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Old 10-31-2013, 03:00 PM   #38
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How much current does it draw?
Our's draws 10.5a on high, not sure about the newer models.

Bob
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Old 10-31-2013, 03:44 PM   #39
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We have camped in + 7 degree weather using 2 Polonis space heaters. Each plugged in to a separate 120 volt circuit in the coach.
The coach was plugged in to a 30 amp outlet at the campground.
We were warm and cozy all night.
The furnace was lit and turned on with the thermostat set at 62. It rarely came on. Used the furnace to try to keep the tanks from freezing.
The only things that froze were the dump valves. Which are in the unheated area in the trunk. Moved one of the space heaters to the trunk. After about 5 minutes the dump valves were thawed and operational.

CAUTION! Don't put the space heater in the trunk unattended. Constant monitoring is required to prevent a fire.
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Old 10-31-2013, 04:16 PM   #40
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Our Pelonis is newer

Quote:
Originally Posted by ROBERT CROSS View Post
Anyone using the later model Polonis Disc?

After posting the internet photo of the Polonis I pulled ours out and noted how much they have changed,(got ours in the 80's)

Gave it a test run two nights ago. Outside 38*, Polonis set at *60
Interior stabilized at *63.7 on the fridge thermometer after 2hrs w/o furnace. Rear bedroom at *58.
I had forgotten how well the thermostat worked, the fan speed had reduced to a soft breeze and the noise cut way down. It still is quite noticeable when first turned on though and there is no manual fan speed setting.

Pretty basic & simple....but it sure works well.

Bob
The controls are on the back of our little Pelonis cube. It really puts out the heat....it is in the trailer so I can't check the amps.....we purchased ours in about 2010. One time it would not come on. I took off the filter in the back and cleaned it and then it worked perfectly....not sure what that was about because it didn't look too clogged. We use this heater when we are plugged in to electricity. It is fairly quiet and cycles on and off and keeps us toasty. We don't like a hot trailer for sleeping.....69 or 70 is good for us and we use wool blankets.....paula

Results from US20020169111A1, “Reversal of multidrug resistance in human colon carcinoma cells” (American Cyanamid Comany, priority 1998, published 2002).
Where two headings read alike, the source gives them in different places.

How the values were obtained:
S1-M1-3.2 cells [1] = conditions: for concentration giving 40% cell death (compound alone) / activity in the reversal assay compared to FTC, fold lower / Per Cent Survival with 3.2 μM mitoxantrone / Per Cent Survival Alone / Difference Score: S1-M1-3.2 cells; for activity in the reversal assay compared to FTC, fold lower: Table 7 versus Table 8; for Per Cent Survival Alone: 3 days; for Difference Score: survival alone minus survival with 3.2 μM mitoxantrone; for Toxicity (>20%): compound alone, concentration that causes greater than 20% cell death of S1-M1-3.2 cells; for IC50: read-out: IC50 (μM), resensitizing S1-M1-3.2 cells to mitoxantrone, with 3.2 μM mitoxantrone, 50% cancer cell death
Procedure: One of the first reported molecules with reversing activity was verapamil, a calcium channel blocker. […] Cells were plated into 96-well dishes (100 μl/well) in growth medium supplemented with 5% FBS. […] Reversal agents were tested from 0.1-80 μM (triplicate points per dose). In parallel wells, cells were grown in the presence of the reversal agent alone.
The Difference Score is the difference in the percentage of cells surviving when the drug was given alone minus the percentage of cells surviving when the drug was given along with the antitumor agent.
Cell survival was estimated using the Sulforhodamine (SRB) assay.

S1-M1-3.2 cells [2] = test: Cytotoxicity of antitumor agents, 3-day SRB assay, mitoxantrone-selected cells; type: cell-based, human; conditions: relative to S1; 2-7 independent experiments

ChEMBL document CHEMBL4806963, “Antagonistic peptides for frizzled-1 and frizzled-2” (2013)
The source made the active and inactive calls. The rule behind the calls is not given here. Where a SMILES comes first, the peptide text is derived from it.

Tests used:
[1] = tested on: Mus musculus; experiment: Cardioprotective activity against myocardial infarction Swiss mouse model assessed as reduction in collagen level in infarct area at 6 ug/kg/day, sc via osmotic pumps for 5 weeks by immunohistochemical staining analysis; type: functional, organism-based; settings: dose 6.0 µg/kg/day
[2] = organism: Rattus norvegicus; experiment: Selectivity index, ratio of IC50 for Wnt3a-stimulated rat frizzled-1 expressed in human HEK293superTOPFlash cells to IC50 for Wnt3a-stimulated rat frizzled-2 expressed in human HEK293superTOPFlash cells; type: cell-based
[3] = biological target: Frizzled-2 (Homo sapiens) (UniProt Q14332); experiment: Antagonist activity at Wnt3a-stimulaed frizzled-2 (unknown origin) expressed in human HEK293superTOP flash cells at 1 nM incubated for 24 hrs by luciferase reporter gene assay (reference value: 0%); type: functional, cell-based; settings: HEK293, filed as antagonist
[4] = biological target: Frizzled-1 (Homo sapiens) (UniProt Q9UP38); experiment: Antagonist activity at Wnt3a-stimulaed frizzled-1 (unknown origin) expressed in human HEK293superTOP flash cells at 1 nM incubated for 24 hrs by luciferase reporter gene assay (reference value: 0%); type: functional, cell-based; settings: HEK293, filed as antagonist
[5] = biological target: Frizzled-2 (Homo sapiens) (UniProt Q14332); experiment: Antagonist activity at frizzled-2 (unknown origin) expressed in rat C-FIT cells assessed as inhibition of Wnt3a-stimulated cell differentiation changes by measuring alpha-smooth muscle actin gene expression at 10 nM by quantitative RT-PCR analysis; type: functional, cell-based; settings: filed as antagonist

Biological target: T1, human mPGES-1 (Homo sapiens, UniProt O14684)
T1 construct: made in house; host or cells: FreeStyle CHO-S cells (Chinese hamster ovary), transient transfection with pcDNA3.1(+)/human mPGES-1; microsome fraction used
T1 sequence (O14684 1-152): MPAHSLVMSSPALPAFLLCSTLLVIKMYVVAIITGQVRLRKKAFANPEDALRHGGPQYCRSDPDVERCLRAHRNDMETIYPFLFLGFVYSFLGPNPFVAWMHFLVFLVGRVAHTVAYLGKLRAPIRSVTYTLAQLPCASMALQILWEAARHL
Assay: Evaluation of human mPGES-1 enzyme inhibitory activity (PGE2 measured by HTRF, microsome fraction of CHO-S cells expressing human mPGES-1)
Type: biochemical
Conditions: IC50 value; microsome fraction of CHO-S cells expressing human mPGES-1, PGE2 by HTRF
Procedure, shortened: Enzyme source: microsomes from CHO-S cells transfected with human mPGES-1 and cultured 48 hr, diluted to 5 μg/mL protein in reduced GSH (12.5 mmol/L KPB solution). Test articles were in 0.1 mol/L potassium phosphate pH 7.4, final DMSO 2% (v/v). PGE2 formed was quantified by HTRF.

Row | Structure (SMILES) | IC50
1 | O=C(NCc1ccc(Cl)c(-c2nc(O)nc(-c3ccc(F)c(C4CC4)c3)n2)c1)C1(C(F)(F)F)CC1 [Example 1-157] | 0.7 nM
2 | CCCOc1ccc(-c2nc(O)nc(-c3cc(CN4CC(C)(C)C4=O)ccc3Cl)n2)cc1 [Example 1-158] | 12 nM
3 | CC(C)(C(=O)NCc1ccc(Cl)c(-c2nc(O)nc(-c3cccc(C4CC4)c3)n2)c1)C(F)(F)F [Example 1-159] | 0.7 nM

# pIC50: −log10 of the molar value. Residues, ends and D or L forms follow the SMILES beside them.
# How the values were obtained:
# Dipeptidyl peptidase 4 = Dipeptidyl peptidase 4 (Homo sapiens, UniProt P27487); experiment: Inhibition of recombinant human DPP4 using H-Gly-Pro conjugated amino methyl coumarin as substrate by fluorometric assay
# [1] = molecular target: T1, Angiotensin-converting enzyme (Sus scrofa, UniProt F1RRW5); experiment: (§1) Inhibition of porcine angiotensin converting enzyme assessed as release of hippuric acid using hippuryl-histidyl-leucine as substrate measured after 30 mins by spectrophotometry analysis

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Old 10-31-2013, 04:19 PM   #41
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oil filled heater?

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Hi, I just re-filled both of my propane tanks; My 30lb tanks hold 7 gallons each. My two tanks lasted a week in South Dakota [a few years ago] in October with a high of 27 degrees and a low of zero degrees. This ran our stove top, and we left the water heater and furnace on 24/7. I usually set my furnace to 66 or 68 degrees. I will bump it up to 70 or 72 degrees in the morning for only one cycle and then turn it back down or off. We also use an oil filled heater at times. Leaving the furnace on all night at 75 degrees would be like using your trailer as a paint curing booth or something. Way too hot for us.
Hi Bob, you mention an oil filled heater......not sure what that is, does it run on oil? Thanks, paula
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Old 10-31-2013, 04:58 PM   #42
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Oil filled heater.. The heating element is immersed in oil and unit is sealed. As oil
Heats, warmth travels to the fins of heater. Safer than exposed heat wires.